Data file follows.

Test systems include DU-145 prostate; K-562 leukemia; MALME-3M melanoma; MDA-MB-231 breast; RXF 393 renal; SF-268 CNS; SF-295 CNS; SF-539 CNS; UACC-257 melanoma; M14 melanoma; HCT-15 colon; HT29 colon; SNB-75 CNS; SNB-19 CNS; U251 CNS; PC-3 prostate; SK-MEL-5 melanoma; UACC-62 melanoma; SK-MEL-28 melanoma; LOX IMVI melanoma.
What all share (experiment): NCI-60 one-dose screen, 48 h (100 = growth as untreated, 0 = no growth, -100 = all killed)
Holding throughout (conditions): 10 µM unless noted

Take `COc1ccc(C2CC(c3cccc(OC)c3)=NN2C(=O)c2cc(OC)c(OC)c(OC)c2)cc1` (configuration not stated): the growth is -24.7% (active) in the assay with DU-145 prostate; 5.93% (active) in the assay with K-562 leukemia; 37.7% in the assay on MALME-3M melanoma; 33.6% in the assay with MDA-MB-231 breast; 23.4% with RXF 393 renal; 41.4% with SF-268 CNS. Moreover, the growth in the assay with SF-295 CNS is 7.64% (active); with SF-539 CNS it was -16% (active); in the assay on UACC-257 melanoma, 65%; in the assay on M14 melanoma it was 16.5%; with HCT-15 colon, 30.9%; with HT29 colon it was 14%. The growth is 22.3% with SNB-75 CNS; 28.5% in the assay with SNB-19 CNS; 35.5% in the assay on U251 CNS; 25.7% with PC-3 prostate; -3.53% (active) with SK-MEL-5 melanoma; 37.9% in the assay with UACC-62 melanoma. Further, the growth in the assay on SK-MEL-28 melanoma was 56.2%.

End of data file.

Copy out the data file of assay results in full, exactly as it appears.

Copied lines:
Test systems include DU-145 prostate; K-562 leukemia; MALME-3M melanoma; MDA-MB-231 breast; RXF 393 renal; SF-268 CNS; SF-295 CNS; SF-539 CNS; UACC-257 melanoma; M14 melanoma; HCT-15 colon; HT29 colon; SNB-75 CNS; SNB-19 CNS; U251 CNS; PC-3 prostate; SK-MEL-5 melanoma; UACC-62 melanoma; SK-MEL-28 melanoma; LOX IMVI melanoma.
What all share (experiment): NCI-60 one-dose screen, 48 h (100 = growth as untreated, 0 = no growth, -100 = all killed)
Holding throughout (conditions): 10 µM unless noted

Take `COc1ccc(C2CC(c3cccc(OC)c3)=NN2C(=O)c2cc(OC)c(OC)c(OC)c2)cc1` (configuration not stated): the growth is -24.7% (active) in the assay with DU-145 prostate; 5.93% (active) in the assay with K-562 leukemia; 37.7% in the assay on MALME-3M melanoma; 33.6% in the assay with MDA-MB-231 breast; 23.4% with RXF 393 renal; 41.4% with SF-268 CNS. Moreover, the growth in the assay with SF-295 CNS is 7.64% (active); with SF-539 CNS it was -16% (active); in the assay on UACC-257 melanoma, 65%; in the assay on M14 melanoma it was 16.5%; with HCT-15 colon, 30.9%; with HT29 colon it was 14%. The growth is 22.3% with SNB-75 CNS; 28.5% in the assay with SNB-19 CNS; 35.5% in the assay on U251 CNS; 25.7% with PC-3 prostate; -3.53% (active) with SK-MEL-5 melanoma; 37.9% in the assay with UACC-62 melanoma. Further, the growth in the assay on SK-MEL-28 melanoma was 56.2%.